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sniffing / brute-forcing http password

Hello
I have an IIS server that uses simple username / password authentication to secure a directory. the username and password are created in windows as local users. it does not use SSL or anything like that.
is there any way someone on the internet may get hold of my username and / or password ? i.e. if they get hold of the username, is there any way / method / tool that would enable them to brute-force their way into the password? if so, where can I find that tool so that I can do some self-tests for vulnerability?
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eggster34
Asked:
eggster34
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1 Solution
 
kaerezCommented:
This method is highly suseptible to sniffing and brute force attacks and a hacker
can sniff the packets and gain entry as in regular http login the passwords are
sent in plain text.

I recomment implementing an SSL certificate, if it's not a corporate web site you
can us www.cacert.org to get great 128 bit certificates.

I hope I answered your question.
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DireOrbAntCommented:
Even with SSL, brute force attacks are highly possible.
The best way arrount it is to lock accouts after x bad tries within a time window.
If the authentication is done on the OS side, you might have those already in place or you should :)
If not, you'll need to code that in your Authentication scheme.
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eggster34Author Commented:
ok. my question is how someone would be able to sniff and brute force the password?
are there any documented methods / tools you can suggest so that I can try, learn and see for myself how it's done?
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kaerezCommented:
You can sniff the packets on a PC using different programs such as Ethereal
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DireOrbAntCommented:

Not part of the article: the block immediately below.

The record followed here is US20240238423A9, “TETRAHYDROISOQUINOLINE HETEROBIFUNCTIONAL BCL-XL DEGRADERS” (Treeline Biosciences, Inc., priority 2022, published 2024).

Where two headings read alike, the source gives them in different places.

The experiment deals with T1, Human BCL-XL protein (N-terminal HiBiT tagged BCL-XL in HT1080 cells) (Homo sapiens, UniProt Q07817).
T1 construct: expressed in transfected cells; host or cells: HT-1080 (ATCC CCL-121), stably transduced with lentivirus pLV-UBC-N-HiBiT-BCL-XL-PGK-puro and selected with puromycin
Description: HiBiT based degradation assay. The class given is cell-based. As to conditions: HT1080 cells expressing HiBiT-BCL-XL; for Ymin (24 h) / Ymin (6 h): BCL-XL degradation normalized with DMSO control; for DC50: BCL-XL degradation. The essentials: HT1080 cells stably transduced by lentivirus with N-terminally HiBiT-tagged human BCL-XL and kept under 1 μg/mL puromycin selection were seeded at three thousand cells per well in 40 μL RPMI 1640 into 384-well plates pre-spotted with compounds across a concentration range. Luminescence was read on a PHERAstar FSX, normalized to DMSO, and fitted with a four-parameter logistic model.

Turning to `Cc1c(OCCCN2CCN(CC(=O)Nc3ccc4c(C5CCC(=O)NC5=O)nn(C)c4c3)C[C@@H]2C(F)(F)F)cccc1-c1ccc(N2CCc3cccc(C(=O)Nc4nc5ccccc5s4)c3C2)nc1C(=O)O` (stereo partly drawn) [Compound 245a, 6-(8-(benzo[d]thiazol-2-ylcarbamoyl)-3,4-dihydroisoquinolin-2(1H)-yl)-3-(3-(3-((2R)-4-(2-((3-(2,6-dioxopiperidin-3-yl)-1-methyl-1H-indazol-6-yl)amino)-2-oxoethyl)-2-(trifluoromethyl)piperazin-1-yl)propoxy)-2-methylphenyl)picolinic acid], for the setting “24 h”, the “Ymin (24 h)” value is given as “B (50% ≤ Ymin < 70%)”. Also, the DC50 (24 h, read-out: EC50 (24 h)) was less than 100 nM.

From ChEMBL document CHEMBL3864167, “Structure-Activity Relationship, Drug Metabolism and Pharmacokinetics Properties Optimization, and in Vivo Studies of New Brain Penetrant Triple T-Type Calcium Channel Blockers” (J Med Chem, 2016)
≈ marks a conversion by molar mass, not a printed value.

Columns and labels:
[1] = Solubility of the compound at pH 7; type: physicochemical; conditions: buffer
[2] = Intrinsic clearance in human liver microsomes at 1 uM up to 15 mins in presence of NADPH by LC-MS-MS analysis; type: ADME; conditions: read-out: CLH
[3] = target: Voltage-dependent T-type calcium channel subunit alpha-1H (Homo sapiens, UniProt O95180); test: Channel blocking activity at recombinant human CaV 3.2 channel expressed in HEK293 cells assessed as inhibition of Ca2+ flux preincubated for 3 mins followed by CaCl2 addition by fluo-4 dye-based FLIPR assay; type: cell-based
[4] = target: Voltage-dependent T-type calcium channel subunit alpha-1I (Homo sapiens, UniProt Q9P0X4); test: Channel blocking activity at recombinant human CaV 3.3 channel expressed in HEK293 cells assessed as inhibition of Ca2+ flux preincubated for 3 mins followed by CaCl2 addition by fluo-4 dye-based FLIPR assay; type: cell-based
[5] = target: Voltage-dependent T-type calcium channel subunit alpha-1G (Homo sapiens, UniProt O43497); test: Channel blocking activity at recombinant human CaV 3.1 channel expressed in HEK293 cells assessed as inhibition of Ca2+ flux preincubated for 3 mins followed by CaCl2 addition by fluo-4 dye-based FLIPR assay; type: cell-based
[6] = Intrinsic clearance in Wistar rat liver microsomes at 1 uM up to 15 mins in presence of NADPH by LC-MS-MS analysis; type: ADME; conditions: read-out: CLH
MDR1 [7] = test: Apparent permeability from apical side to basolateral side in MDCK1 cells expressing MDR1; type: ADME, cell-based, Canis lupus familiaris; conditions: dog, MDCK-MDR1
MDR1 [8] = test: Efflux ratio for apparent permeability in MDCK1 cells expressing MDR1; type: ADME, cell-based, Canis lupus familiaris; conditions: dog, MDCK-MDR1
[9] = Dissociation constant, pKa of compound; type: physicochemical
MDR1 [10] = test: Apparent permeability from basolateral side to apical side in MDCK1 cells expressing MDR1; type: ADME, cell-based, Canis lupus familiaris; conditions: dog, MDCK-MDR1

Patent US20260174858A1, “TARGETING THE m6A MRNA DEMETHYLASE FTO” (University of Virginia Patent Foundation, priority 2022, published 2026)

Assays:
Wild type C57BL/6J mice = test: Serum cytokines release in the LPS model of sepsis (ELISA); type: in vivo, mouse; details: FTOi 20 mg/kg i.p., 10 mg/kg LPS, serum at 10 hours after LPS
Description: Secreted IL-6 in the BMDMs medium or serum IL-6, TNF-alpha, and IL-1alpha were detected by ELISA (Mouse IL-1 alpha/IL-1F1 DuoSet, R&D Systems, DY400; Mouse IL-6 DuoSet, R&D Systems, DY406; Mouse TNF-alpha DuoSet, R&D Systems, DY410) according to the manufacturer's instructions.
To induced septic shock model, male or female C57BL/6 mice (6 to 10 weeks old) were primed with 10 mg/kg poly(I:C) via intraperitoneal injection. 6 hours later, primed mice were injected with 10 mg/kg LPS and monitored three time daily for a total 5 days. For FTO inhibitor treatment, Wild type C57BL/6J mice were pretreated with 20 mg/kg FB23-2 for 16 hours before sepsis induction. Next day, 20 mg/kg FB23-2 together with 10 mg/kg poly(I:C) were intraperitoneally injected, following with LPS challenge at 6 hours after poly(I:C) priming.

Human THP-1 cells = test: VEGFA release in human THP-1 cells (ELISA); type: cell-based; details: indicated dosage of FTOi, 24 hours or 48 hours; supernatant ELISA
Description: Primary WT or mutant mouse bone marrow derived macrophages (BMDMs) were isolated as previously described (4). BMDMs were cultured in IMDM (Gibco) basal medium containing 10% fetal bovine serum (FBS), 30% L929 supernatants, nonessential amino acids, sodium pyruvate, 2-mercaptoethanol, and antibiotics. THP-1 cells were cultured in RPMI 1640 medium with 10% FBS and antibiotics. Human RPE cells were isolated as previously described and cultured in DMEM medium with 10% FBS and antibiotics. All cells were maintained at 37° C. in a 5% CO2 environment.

Write a script that connects to your secured site and provide username/password to it.
Loop through requests that will try a u/p until it finds a valid one.

I'm not sure the policy of this site allows us to post links to such tools ;)
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eggster34Author Commented:
kaerez

my server is somewhere on the internet, it's not local. I'm trying to find out how someone on the internet can sniff those packets going back and forth to and from the server.
I know how to sniff packets with ethereal, but as far as I know it only works on a local network segment.

DireOrbAnt, if you know of such tools, please email a link to me to cezmi_at_aycasadikoglu_dot_com
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CoccoBillCommented:
"my server is somewhere on the internet"

I agree with DireOrbAnt, it's against the policies of this site to teach how to crack passwords on websites.
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kaerezCommented:
As mentioned this cannot be tought here that said
for security tests you can sniff packets either at
the server side or your (client) side.
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Rich RumbleSecurity SamuraiCommented:
Sniffing comes down to access for the most part. A cable modem user, may be able to sniff his/her neighbors traffic if the traffic is broadcast, arp has been poisioned, or the subnet/ip is not segregated well enough. If someone were to hack into, or gain physical access to a ISP's lan or equipment, your traffic could be sniffed. The latter is far less common, but the government is doing it currently, and for some time now.
There are many techniques to sniffing, but it's really about the boundries and access. If your on a company lan, the network adminitrator can sniff what ever port he/she want's to, any time. If it's your co-worker next to you, and they fire up ethereal, cain&abel etc... they might be able to see this info.

Most times brute-force isn't even necessary, there are a lot of protocols that are very very plain-text, and or obusifcated poorly. FTP is plain-text, SMTP is... lot's of stuff that probably should be secured isn't. Sniffing that traffic can be difficult, but there are techniques as I said.
http://en.wikipedia.org/wiki/ARP_spoofing (the links at the bottom, and in the article are good to read also)
http://en.wikipedia.org/wiki/Packet_sniffer
http://en.wikipedia.org/wiki/Man-in-the-middle
-rich
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nociSoftware EngineerCommented:
To name another leak:

If you're going through an Europe based ISP/Site, soon (at the latest januari 1st, 2007) all kinds of traffic are logged and stored
by the various governments this is mandatory for every ISP that wants to stay in business within the EU. So all unencrypted traffic
will be legible by various people in the government. (Theoretically after a warrent has been issued....)
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